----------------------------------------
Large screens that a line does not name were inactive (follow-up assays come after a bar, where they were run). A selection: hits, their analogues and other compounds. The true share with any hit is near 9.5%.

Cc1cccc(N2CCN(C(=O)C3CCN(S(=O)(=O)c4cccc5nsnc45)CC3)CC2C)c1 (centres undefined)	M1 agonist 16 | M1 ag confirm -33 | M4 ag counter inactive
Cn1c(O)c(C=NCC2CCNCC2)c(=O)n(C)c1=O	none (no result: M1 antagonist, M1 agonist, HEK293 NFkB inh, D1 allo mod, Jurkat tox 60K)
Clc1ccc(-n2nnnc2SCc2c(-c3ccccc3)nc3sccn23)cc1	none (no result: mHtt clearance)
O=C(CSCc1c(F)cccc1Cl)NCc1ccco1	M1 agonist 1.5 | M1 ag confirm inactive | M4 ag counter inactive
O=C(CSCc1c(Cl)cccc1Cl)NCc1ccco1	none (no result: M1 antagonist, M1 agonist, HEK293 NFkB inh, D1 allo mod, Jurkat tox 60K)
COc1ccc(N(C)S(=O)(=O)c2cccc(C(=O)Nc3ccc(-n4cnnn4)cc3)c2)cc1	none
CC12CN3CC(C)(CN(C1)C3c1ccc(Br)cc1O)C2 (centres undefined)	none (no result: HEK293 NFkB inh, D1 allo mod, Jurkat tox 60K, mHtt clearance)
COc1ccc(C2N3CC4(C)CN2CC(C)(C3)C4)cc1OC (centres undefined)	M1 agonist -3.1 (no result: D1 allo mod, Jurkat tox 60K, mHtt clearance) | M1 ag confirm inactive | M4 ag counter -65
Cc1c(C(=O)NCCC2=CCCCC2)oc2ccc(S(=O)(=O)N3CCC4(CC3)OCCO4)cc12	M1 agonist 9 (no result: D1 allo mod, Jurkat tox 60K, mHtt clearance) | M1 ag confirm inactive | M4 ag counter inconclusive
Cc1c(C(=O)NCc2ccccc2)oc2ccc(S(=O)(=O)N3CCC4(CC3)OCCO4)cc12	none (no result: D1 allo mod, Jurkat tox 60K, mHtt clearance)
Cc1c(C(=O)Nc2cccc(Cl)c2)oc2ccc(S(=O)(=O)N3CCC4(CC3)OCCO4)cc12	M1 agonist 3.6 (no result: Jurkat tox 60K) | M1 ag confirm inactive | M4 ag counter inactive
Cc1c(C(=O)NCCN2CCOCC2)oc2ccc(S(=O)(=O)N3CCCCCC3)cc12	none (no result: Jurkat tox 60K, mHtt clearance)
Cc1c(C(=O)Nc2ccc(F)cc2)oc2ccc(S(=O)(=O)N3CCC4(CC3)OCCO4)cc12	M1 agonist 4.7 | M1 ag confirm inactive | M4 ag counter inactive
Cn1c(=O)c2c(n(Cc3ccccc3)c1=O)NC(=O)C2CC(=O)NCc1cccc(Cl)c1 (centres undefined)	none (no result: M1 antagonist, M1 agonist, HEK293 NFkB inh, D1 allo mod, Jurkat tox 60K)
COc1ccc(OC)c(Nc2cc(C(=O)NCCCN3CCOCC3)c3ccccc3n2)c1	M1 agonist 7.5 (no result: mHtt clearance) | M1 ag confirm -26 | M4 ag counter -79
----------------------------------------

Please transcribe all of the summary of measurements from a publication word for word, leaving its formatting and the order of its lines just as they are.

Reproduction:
Large screens that a line does not name were inactive (follow-up assays come after a bar, where they were run). A selection: hits, their analogues and other compounds. The true share with any hit is near 9.5%.

Cc1cccc(N2CCN(C(=O)C3CCN(S(=O)(=O)c4cccc5nsnc45)CC3)CC2C)c1 (centres undefined)	M1 agonist 16 | M1 ag confirm -33 | M4 ag counter inactive
Cn1c(O)c(C=NCC2CCNCC2)c(=O)n(C)c1=O	none (no result: M1 antagonist, M1 agonist, HEK293 NFkB inh, D1 allo mod, Jurkat tox 60K)
Clc1ccc(-n2nnnc2SCc2c(-c3ccccc3)nc3sccn23)cc1	none (no result: mHtt clearance)
O=C(CSCc1c(F)cccc1Cl)NCc1ccco1	M1 agonist 1.5 | M1 ag confirm inactive | M4 ag counter inactive
O=C(CSCc1c(Cl)cccc1Cl)NCc1ccco1	none (no result: M1 antagonist, M1 agonist, HEK293 NFkB inh, D1 allo mod, Jurkat tox 60K)
COc1ccc(N(C)S(=O)(=O)c2cccc(C(=O)Nc3ccc(-n4cnnn4)cc3)c2)cc1	none
CC12CN3CC(C)(CN(C1)C3c1ccc(Br)cc1O)C2 (centres undefined)	none (no result: HEK293 NFkB inh, D1 allo mod, Jurkat tox 60K, mHtt clearance)
COc1ccc(C2N3CC4(C)CN2CC(C)(C3)C4)cc1OC (centres undefined)	M1 agonist -3.1 (no result: D1 allo mod, Jurkat tox 60K, mHtt clearance) | M1 ag confirm inactive | M4 ag counter -65
Cc1c(C(=O)NCCC2=CCCCC2)oc2ccc(S(=O)(=O)N3CCC4(CC3)OCCO4)cc12	M1 agonist 9 (no result: D1 allo mod, Jurkat tox 60K, mHtt clearance) | M1 ag confirm inactive | M4 ag counter inconclusive
Cc1c(C(=O)NCc2ccccc2)oc2ccc(S(=O)(=O)N3CCC4(CC3)OCCO4)cc12	none (no result: D1 allo mod, Jurkat tox 60K, mHtt clearance)
Cc1c(C(=O)Nc2cccc(Cl)c2)oc2ccc(S(=O)(=O)N3CCC4(CC3)OCCO4)cc12	M1 agonist 3.6 (no result: Jurkat tox 60K) | M1 ag confirm inactive | M4 ag counter inactive
Cc1c(C(=O)NCCN2CCOCC2)oc2ccc(S(=O)(=O)N3CCCCCC3)cc12	none (no result: Jurkat tox 60K, mHtt clearance)
Cc1c(C(=O)Nc2ccc(F)cc2)oc2ccc(S(=O)(=O)N3CCC4(CC3)OCCO4)cc12	M1 agonist 4.7 | M1 ag confirm inactive | M4 ag counter inactive
Cn1c(=O)c2c(n(Cc3ccccc3)c1=O)NC(=O)C2CC(=O)NCc1cccc(Cl)c1 (centres undefined)	none (no result: M1 antagonist, M1 agonist, HEK293 NFkB inh, D1 allo mod, Jurkat tox 60K)
COc1ccc(OC)c(Nc2cc(C(=O)NCCCN3CCOCC3)c3ccccc3n2)c1	M1 agonist 7.5 (no result: mHtt clearance) | M1 ag confirm -26 | M4 ag counter -79